Questions for supervisors
After you have a short list of places you'd like to go and people you'd like to work for, you can try to schedule a few meetings with them. I did my little grand tour the week before school started in 4th year, but anytime in the fall is an good time. This timing gives you a chance to apply for NSERC or other scholarships and do some real thinking about what you really want.
Meeting potential supervisors in person is tremendously helpful, it helps solidify whether you will be a good match or not. I set mine up just by emailing saying that I'd like to come for a quick (15 min) chat about their research and potential grad work and including a few facts (eg school and degree). Some will be open to it, some might not, but its always worth going if you can manage it.
When you're talking to them you can talk about your work as an undergrad, what their research interests are....the more discussion the better. Just like "research, research, research" was the theme of the last post, these meetings are an important source of information.
These are the topics I was curious about when I was looking at grad schools:
- What are the current projects in the group? Are any of them continuing, or are new ones starting?
- How established is the lab? If it's not yet established, will all the equipment I need be here?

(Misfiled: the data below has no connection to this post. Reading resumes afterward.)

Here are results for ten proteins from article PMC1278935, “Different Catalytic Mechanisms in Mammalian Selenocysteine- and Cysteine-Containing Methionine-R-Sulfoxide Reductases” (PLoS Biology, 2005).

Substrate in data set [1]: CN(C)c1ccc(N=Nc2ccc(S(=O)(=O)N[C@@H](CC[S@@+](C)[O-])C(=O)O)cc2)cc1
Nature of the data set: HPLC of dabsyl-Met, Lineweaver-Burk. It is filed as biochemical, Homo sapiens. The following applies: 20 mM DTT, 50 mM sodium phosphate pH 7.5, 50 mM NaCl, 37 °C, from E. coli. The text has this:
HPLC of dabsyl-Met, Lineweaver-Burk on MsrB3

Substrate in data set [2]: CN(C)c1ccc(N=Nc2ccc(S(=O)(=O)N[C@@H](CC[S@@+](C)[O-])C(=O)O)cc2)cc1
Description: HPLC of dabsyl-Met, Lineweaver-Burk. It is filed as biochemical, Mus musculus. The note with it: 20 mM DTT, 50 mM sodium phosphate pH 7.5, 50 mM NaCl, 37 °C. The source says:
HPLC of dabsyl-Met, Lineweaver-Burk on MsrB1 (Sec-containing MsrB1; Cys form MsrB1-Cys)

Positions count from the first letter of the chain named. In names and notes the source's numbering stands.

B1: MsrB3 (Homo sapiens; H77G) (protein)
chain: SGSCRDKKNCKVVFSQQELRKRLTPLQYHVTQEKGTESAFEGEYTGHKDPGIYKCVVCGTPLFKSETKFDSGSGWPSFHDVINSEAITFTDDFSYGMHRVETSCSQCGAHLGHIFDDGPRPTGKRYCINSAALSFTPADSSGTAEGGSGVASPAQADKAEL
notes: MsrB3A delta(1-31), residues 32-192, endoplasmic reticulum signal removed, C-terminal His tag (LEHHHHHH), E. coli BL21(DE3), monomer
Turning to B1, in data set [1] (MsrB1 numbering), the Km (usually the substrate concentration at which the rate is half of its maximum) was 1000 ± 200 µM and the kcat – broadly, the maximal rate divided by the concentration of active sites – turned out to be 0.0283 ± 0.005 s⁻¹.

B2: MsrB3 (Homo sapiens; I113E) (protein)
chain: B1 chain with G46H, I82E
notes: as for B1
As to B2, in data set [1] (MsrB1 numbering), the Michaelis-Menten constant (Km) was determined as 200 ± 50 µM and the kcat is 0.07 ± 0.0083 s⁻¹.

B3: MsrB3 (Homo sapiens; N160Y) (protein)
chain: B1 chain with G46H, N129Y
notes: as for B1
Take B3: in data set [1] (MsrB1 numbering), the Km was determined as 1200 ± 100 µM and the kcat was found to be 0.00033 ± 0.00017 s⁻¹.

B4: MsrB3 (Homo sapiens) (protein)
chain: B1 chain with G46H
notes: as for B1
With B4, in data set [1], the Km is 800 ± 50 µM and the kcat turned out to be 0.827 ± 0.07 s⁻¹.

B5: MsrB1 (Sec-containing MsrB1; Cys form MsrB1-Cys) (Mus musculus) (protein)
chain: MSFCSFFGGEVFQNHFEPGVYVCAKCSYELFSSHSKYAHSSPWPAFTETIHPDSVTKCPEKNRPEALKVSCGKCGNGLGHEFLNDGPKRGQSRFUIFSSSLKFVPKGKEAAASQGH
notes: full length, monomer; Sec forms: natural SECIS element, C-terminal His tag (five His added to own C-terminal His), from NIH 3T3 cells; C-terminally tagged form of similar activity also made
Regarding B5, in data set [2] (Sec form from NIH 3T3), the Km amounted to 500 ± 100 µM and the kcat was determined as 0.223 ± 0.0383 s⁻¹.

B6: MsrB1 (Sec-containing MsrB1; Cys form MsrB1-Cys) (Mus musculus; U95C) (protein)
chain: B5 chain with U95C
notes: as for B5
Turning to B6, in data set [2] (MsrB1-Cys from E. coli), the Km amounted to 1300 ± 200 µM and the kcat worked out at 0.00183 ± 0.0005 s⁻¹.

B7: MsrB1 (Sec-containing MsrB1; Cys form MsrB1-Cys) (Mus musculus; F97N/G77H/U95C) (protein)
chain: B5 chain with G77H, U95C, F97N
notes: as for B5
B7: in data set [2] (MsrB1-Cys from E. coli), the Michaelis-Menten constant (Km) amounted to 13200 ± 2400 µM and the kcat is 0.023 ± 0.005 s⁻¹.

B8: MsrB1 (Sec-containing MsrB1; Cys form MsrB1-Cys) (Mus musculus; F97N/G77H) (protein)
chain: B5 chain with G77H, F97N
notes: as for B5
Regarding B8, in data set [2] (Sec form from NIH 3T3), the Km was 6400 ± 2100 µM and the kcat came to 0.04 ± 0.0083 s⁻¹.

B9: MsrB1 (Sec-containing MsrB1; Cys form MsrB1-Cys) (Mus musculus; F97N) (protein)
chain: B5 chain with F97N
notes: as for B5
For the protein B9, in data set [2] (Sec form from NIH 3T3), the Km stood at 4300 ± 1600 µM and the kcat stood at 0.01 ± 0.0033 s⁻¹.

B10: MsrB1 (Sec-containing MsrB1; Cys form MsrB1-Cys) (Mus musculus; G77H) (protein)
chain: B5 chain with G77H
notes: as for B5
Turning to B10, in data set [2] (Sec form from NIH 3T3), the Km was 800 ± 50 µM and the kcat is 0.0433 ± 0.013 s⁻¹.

- What do former grad students do after working here? Industry? Academia?
- Are any sabbaticals planned that might affect my timing?
- How hands on are you with your graduate students? Do you prefer frequent updates or more independent work?
- Who else works in this group? Do we have technician support? Do we share it with another research group?
- What are your publication expectations? How many papers do your students typically publish?
- How are graduate students funded in this department?
- Is there support for attending conferences or training events?
If you have an idea about the project you might do, you can be more specific:
- Will my work depend on someone else's work? (Current or former grad students? Summer students?) Will someone else depend on my work?
- What support exists for this work? Is it already funded by a grant?
The questions above are really detailed and you want to avoid pummelling them with questions. Generally, when I've had these discussions they were more like a conversation, and when I checked my list of questions at the end of the meeting I realized we had covered all but one or two. For me at least, it's the act of making the list that prepared me to have a constructive discussion with a potential supervisor.
Basically the objectives of the meeting are to:
- figure out if you fit into the group well
- decide if you'll have the support you need to be successful in your work
- show your potential supervisor that you've seriously thought about what it means to be a graduate student